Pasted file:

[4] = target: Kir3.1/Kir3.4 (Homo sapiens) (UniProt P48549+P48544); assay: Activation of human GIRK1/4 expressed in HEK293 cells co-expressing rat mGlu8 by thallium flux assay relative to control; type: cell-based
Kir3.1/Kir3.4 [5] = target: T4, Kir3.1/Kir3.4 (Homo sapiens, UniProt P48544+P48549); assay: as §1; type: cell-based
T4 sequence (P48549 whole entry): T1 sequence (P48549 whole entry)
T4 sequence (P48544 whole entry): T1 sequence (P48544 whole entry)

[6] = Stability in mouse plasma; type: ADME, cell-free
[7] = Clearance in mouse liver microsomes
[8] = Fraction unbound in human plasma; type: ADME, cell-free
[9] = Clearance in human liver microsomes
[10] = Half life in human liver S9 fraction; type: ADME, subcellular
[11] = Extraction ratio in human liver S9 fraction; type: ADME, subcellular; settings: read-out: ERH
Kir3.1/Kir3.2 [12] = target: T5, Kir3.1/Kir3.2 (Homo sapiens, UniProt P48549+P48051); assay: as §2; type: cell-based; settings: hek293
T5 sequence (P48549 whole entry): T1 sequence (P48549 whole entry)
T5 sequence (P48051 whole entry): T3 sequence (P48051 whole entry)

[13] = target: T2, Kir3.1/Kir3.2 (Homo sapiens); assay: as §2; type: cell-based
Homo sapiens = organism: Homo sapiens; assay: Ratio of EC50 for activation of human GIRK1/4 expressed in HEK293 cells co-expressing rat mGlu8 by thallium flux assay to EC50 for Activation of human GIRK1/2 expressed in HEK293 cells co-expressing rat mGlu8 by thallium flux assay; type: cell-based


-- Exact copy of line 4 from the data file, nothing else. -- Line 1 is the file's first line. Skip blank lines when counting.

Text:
T4 sequence (P48544 whole entry): T1 sequence (P48544 whole entry)